But when her owners saw that their hope of making money was gone, they seized Paul and Silas and dragged them into the marketplace before the authorities. When they had brought them before the magistrates, they said, "These men are disturbing our city; they are Jews and are advocating customs that are not lawful for us as Romans to adopt or observe." The crowd joined in attacking them, and the magistrates had them stripped of their clothing and ordered them to be beaten with rods. After they had given them a severe flogging, they threw them into prison and ordered the jailer to keep them securely. Following these instructions, he put them in the innermost cell and fastened their feet in the stocks.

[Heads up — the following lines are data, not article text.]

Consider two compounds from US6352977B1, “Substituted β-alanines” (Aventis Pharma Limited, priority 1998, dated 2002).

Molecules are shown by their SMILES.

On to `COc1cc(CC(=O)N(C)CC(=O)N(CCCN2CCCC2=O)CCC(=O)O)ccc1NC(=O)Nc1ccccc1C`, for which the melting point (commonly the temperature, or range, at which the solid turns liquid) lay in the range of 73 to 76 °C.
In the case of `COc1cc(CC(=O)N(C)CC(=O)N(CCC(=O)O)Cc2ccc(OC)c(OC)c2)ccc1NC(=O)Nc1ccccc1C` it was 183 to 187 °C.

About midnight Paul and Silas were praying and singing hymns to God, and the prisoners were listening to them. Suddenly there was an earthquake, so violent that the foundations of the prison were shaken; and immediately all the doors were opened and everyone's chains were unfastened. When the jailer woke up and saw the prison doors wide open, he drew his sword and was about to kill himself, since he supposed that the prisoners had escaped. But Paul shouted in a loud voice, "Do not harm yourself, for we are all here." The jailer called for lights, and rushing in, he fell down trembling before Paul and Silas. Then he brought them outside and said, "Sirs, what must I do to be saved?" They answered, "Believe on the Lord Jesus, and you will be saved, you and your household." They spoke the word of the Lord to him and to all who were in his house. At the same hour of the night he took them and washed their wounds; then he and his entire family were baptized without delay. He brought them up into the house and set food before them; and he and his entire household rejoiced that he had become a believer in God.